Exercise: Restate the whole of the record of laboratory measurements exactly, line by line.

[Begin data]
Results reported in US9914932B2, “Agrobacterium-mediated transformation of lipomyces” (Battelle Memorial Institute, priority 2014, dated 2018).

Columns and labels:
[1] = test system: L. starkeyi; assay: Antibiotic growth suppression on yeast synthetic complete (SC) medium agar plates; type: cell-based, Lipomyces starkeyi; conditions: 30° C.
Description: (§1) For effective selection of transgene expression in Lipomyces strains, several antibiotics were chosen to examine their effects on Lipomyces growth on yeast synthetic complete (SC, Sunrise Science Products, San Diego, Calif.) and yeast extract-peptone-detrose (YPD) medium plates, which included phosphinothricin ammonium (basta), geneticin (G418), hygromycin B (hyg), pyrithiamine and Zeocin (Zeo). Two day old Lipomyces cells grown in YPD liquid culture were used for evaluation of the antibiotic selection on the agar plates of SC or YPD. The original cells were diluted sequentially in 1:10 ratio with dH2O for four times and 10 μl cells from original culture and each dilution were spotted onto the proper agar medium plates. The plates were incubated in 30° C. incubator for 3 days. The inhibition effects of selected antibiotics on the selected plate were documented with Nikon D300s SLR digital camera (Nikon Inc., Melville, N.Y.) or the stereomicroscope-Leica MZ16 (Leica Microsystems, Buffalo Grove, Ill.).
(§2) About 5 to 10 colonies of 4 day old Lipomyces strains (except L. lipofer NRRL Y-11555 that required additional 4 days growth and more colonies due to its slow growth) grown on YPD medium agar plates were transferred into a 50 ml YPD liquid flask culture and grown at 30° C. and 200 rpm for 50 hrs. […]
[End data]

Results reported in US9914932B2, “Agrobacterium-mediated transformation of lipomyces” (Battelle Memorial Institute, priority 2014, dated 2018).

Columns and labels:
[1] = test system: L. starkeyi; assay: Antibiotic growth suppression on yeast synthetic complete (SC) medium agar plates; type: cell-based, Lipomyces starkeyi; conditions: 30° C.
Description: (§1) For effective selection of transgene expression in Lipomyces strains, several antibiotics were chosen to examine their effects on Lipomyces growth on yeast synthetic complete (SC, Sunrise Science Products, San Diego, Calif.) and yeast extract-peptone-detrose (YPD) medium plates, which included phosphinothricin ammonium (basta), geneticin (G418), hygromycin B (hyg), pyrithiamine and Zeocin (Zeo). Two day old Lipomyces cells grown in YPD liquid culture were used for evaluation of the antibiotic selection on the agar plates of SC or YPD. The original cells were diluted sequentially in 1:10 ratio with dH2O for four times and 10 μl cells from original culture and each dilution were spotted onto the proper agar medium plates. The plates were incubated in 30° C. incubator for 3 days. The inhibition effects of selected antibiotics on the selected plate were documented with Nikon D300s SLR digital camera (Nikon Inc., Melville, N.Y.) or the stereomicroscope-Leica MZ16 (Leica Microsystems, Buffalo Grove, Ill.).
(§2) About 5 to 10 colonies of 4 day old Lipomyces strains (except L. lipofer NRRL Y-11555 that required additional 4 days growth and more colonies due to its slow growth) grown on YPD medium agar plates were transferred into a 50 ml YPD liquid flask culture and grown at 30° C. and 200 rpm for 50 hrs. […]